Something To Remember (Version II):
Texas Is The Reason Finally Says Goodbye

Texas Is The Reason pic #1
(l to r) Norman Brannon, Chris Daly, Scott Winegard, & Garrett Klahn. Photo by Jordan Provost.
This coming weekend, massively influential NYC melodic indie-rockers Texas Is The Reason reunite in their home city for one weekend (and only one weekend) to celebrate the 10th anniversary release of their final album Do You Know Who You Are?. SCR talked to guitarist Norman Brannon (neé Arenas) to get the skinny.
Texas Is The Reason plays Saturday and Sunday, November 25th and 26th, at Irving Plaza (17 Irving Place, New York City, NY.), along with Ian Love. Sorry, kids, but the tickets are all already sold out...
SCR: I don't know if you remember me, but you guys crashed here when you were touring with New End Original [Brannon's band with Jonah Matranga, of Far/Onelinedrawing fame]. I had the little house with all the movie posters...
Norman Brannon: Was that before or after we met the girls in Kittie?
After, I think, because you guys were telling me about that.
Oh, yeah -- I remember now.
Yeah, if you're missing a blue towel, you left it here. I keep asking Jonah to give it back to you.
(laughs) You can keep it.
Just to get started off, for the two people reading this that don't know about it, why did you decide to reunite Texas Is The Reason at this point and time?
Mostly circumstance, sort of. We had been offered the opportunity to play for several different festivals and things over the years, and we generally turned them down either for the fact that it was too soon, or it was just not convenient because we lived literally on four corners of the country at one point. And so, it very much seemed like it was just not going to ever happen. It was definitely not a personal thing. We had all maintained relationships with each other. Scott [Winegard, bassist] is my oldest friend, and Chris Daly [drummer] and I have been playing together for 16 years. So, there definitely wasn't any sort of animosity that would keep it from happening.
At some point in the last two years, Scott moved back to New York, and then I moved back about a year later, and then at some point last year we kind of all realized that we all lived in the same city again. So we started hanging out again. A lot. And occasionally we would say things like "Oh we should totally get into the studio and jam out." Not necessarily as Texas, but just as whomever we were, you know, in 2006. And then one day, it finally happened...somebody took the initiative and said, "Hey, I booked studio time for Wednesday...can everybody make it?" And we did.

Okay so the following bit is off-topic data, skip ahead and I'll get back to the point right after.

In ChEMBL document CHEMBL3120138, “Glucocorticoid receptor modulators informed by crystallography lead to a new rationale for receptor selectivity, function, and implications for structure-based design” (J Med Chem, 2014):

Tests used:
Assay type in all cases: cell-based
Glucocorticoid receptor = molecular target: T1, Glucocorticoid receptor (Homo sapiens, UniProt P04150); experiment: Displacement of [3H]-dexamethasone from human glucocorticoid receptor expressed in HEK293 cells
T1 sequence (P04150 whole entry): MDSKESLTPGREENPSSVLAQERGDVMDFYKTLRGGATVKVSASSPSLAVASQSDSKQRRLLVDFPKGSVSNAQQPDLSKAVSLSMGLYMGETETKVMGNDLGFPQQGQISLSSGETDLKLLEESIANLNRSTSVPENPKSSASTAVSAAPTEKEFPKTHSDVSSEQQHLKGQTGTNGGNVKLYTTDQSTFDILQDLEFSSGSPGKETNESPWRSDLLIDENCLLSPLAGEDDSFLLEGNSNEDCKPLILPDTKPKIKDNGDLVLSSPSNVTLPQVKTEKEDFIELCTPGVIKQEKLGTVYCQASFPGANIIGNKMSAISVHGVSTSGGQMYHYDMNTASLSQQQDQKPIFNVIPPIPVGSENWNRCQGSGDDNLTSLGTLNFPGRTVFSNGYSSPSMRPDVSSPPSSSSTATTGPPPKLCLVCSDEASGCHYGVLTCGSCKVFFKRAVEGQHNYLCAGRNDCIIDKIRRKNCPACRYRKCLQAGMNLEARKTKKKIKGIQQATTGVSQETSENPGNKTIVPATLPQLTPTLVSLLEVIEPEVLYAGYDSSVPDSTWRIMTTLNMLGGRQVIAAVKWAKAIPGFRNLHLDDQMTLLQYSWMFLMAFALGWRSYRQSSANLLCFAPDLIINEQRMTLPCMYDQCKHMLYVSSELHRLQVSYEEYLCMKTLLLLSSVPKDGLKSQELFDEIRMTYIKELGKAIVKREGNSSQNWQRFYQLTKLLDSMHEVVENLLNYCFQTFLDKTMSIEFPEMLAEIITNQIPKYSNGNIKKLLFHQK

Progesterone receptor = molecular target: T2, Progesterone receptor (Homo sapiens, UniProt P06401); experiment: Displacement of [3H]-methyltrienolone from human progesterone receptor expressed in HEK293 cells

And at the time we started practicing there was no intention of us really leading that into more than what it was. We were just gonna play and have some fun. And I think that definitely after the second and third times that we got together it started feeling like this was something that could be a cool show. That "why not, what would stop us?"...those were the questions that we were asking ourselves, and the bottom line was, nothing. Nothing was really keeping us from doing it at that point. And when we realized that it just happened to be ten years since the album came out, it felt like an appropriate time to revisit that. So, we made it official.
Texas Is The Reason record cover
(Music courtesy of Riot Act Media and Revelation Records.)

And when you guys did that, and made the show announcement, and set up the presale, were you surprised at how fast the presales, and then the entire shows, sold out?
I want to say yes, because every time it happened, we were all just kind of speechless. At the same time, it was really a mixed feeling of surprise, because you know, I've spent the last ten years talking about Texas Is The Reason because people always ask me about Texas Is The Reason. So, I knew that the band was in the public consciousness and that people still cared about it, and I guess that putting on a show was like saying: "okay...you bothered me about it for ten years, now put your money where your mouth is!" (laughs) Like, "do you really care about this band?" And, you know, the feeling I got was that I was put in my place. It felt like a resounding "Yes." And that was cool...it felt good.
Right. So has that put any extra pressure on you guys to "deliver" that night?
I've been thinking about that, a lot. Because, you know, anybody who saw the band when we were a band will have a more realistic picture of what they might expect. Time tends to create far more interesting stories than reality. So...do I think we are going to put on a really good show? Yes. I think that we sound better than we ever have, and I feel really confident about how we're going to come across. Is that going to match the perception that someone might have in their head of what a Texas Is The Reason show might be like if they've never been to one? I have no idea. But, it's also difficult because a lot of people that are coming to these shows...it's not like they just paid for a ticket. A lot of these people are flying in, literally, from all over the world.